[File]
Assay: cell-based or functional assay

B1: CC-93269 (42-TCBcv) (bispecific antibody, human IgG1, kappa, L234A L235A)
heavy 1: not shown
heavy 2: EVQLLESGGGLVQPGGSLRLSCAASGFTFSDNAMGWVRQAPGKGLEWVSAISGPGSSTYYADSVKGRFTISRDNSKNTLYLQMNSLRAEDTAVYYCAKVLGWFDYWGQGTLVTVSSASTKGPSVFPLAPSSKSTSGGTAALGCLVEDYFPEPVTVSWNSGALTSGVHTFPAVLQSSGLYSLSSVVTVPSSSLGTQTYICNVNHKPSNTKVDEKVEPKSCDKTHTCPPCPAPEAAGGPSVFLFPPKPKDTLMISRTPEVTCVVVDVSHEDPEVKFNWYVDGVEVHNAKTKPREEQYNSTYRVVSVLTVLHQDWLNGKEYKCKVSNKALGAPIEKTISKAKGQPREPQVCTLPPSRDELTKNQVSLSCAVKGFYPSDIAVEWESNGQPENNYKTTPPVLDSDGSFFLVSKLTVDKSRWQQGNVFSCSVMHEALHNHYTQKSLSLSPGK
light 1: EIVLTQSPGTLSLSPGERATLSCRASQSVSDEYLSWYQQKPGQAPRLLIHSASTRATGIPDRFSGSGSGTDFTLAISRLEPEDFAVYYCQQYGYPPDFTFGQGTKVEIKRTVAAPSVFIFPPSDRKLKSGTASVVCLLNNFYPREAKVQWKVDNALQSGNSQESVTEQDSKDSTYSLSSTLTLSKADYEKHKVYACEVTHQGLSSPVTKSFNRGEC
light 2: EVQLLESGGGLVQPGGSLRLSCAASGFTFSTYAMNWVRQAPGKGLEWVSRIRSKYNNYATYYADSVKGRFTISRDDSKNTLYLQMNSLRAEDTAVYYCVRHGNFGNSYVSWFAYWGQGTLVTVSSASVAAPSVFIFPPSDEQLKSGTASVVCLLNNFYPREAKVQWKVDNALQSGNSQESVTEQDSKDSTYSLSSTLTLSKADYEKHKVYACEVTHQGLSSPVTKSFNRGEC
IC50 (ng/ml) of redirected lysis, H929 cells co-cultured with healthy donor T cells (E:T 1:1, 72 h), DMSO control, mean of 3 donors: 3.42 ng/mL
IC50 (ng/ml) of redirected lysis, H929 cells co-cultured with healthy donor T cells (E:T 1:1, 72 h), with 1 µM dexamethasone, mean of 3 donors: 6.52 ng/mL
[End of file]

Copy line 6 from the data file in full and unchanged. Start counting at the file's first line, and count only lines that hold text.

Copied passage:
light 2: EVQLLESGGGLVQPGGSLRLSCAASGFTFSTYAMNWVRQAPGKGLEWVSRIRSKYNNYATYYADSVKGRFTISRDDSKNTLYLQMNSLRAEDTAVYYCVRHGNFGNSYVSWFAYWGQGTLVTVSSASVAAPSVFIFPPSDEQLKSGTASVVCLLNNFYPREAKVQWKVDNALQSGNSQESVTEQDSKDSTYSLSSTLTLSKADYEKHKVYACEVTHQGLSSPVTKSFNRGEC